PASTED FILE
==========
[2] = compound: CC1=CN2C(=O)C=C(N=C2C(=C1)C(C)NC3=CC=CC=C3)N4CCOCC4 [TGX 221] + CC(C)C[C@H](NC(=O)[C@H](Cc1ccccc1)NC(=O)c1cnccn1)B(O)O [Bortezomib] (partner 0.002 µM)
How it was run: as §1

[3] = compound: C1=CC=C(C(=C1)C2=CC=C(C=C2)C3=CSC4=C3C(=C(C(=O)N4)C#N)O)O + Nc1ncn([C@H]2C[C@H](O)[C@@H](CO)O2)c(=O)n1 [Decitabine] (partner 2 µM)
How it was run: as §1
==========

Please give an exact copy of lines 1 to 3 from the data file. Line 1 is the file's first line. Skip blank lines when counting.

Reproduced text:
[2] = compound: CC1=CN2C(=O)C=C(N=C2C(=C1)C(C)NC3=CC=CC=C3)N4CCOCC4 [TGX 221] + CC(C)C[C@H](NC(=O)[C@H](Cc1ccccc1)NC(=O)c1cnccn1)B(O)O [Bortezomib] (partner 0.002 µM)
How it was run: as §1

[3] = compound: C1=CC=C(C(=C1)C2=CC=C(C=C2)C3=CSC4=C3C(=C(C(=O)N4)C#N)O)O + Nc1ncn([C@H]2C[C@H](O)[C@@H](CO)O2)c(=O)n1 [Decitabine] (partner 2 µM)